Italians vote for intolerance?


EVEN though there were still votes to count, by Sunday night Italy’s general election was all over bar the shouting. And this being Italy, there now seems set to be a lot of shouting. That noise will almost certainly be louder than usual because the coalition government that must be built is likely to consist of right-wing politicians who have ridden on anti-migrant ticket.

The outgoing left-of-center government Matteo Renzi has been rejected decisively. The once-bright political star of the outgoing prime minister faded because of his perceived failure to tackle the country’s financial problems. In fact Renzi has overseen Italy’s slow but steady recovery over the last four years and unemployment, which topped 13 percent in 2014, fell to something over ten percent at the end of last year. But voters were in no mood to given Renzi much credit for this achievement. They were distracted by the loud drums of the xenophobic parties of the right, particularly of Matteo Salvini’s League which was aggressively Islamophobic. It promised to deport hundreds of thousands of the migrants who have come to Italy, largely from the shores of Libya, which now looks ever more like a failed state.

In the last four years over 670,000 people, the majority sub-Saharan Africans but also Syrians, Somalis, Eritreans, Pakistanis and now even Libyans, have arrived in Italy. The authorities have been overwhelmed in their efforts to cope. Migrant camps have overflowed. Tens of thousands of asylum seekers have entered Italy’s black economy or managed to find their way further into Europe, even though France has reneged on its obligations under the Schengen Agreement and reinstated its border controls with Italy.

European Union rules say that illegal migrants must apply for asylum in the member state where they first arrive. However, as the migrant tide continued to grow, Brussels accepted that Italy’s European partners should do something to help. But in the event, they have given precious little practical assistance to Rome. Renzi’s government ended up paying the Libyan people-smuggling gangs of militiamen to keep migrants in Libya. This has worked, in that the flow of asylum-seekers has dropped sharply, but conditions in Libya’s migrant detention camps have been condemned as barbarous by international observers.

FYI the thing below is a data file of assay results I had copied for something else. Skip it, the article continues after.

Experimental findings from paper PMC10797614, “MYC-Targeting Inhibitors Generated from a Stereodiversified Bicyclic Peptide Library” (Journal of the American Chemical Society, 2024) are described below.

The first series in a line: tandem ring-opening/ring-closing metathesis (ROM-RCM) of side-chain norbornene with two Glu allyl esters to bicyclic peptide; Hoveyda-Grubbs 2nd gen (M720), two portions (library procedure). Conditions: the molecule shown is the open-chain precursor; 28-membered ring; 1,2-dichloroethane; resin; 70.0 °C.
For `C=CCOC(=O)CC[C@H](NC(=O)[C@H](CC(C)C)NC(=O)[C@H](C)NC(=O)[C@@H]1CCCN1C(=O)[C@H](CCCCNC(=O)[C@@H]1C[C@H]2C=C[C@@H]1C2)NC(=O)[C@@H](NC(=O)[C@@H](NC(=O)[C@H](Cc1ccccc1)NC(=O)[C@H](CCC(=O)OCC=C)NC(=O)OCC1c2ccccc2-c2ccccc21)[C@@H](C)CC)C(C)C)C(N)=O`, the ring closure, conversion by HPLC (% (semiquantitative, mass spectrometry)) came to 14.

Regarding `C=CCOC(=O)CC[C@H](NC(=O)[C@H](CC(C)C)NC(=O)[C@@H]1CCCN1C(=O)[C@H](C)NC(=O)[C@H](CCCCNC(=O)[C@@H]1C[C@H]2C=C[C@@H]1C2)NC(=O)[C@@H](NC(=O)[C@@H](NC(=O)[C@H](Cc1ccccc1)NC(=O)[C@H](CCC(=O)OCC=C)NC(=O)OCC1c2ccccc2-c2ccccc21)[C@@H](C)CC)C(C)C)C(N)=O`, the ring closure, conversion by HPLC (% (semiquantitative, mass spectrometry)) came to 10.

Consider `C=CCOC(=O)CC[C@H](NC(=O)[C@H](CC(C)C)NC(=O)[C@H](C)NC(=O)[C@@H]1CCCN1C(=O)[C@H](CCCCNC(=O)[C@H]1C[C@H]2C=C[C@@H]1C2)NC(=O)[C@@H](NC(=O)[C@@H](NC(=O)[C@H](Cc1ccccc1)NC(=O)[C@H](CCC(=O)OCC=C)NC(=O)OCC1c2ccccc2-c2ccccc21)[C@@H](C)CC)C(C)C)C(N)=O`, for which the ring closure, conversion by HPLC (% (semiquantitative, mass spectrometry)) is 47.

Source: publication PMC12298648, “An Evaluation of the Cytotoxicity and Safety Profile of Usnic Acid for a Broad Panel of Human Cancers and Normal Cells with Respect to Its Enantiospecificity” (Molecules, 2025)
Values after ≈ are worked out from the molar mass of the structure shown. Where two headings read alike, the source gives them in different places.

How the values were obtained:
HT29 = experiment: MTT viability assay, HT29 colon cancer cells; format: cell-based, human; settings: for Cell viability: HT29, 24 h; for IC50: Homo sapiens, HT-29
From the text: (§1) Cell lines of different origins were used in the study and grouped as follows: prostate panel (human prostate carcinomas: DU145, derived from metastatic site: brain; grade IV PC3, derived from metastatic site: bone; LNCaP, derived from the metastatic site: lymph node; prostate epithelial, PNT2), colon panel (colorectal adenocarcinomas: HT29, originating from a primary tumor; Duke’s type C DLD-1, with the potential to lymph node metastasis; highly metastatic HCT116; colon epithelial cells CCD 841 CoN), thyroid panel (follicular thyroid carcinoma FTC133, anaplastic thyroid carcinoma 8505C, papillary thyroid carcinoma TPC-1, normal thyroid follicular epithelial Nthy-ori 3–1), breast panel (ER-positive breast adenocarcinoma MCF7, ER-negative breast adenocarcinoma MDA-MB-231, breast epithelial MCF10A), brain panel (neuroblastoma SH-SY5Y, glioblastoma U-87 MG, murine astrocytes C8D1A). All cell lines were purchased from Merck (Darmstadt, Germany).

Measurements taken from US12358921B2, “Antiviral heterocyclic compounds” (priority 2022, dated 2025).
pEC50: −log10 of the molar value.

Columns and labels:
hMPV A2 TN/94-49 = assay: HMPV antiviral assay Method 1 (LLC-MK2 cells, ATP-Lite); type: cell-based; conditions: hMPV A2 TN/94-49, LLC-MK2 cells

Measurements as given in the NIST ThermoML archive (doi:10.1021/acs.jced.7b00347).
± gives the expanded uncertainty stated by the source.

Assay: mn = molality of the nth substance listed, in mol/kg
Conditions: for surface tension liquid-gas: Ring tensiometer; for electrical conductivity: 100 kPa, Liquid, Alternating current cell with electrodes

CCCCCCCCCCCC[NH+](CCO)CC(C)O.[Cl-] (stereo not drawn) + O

The failure by the rest of the EU to support Italy over the migrants has played to the Euroskeptic parties led by the Five Star Movement which strongly boosted its standing by winning some 32 percent of the popular vote on Sunday. Five Star may nowadays stop short of demanding Italy quit the EU but it still wants to push back hard against the centralization of powers in Brussels. The openly racist League with around 18 percent of voter support came ahead of Silvio Berlusconi’s Forza Italia with just under 14 percent.

Between them they could easily form a right-wing coalition government. But this is Italy. If Angela Merkel’s Germany has just taken four months to agree a coalition, how much longer are Italian politicians going to need with their tradition of bickering? The danger is that the one policy on which it seems they could unite is migration. If that emerges as the dominant feature of the eventual new coalition government in Rome, then Italy will give comfort to other racist European parties particularly in France, Germany, Holland and Austria which are moved by bigotry and hatred.